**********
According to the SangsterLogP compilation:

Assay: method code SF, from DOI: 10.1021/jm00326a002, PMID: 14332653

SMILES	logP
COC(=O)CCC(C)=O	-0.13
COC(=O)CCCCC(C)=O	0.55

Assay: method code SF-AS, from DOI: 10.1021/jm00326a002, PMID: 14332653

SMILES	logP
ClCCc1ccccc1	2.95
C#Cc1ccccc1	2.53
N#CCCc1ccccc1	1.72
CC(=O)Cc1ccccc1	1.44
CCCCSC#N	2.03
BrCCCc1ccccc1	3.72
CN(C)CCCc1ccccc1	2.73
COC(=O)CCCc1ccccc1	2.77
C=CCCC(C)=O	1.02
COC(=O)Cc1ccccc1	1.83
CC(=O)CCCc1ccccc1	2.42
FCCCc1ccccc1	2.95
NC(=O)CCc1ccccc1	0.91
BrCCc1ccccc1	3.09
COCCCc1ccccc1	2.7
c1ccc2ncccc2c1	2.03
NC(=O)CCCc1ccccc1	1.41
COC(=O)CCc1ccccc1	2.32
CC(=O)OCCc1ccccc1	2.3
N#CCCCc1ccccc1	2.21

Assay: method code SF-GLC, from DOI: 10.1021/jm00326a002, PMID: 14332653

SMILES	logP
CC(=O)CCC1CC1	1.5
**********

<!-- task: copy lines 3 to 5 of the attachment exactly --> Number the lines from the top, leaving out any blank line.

SMILES	logP
COC(=O)CCC(C)=O	-0.13
COC(=O)CCCCC(C)=O	0.55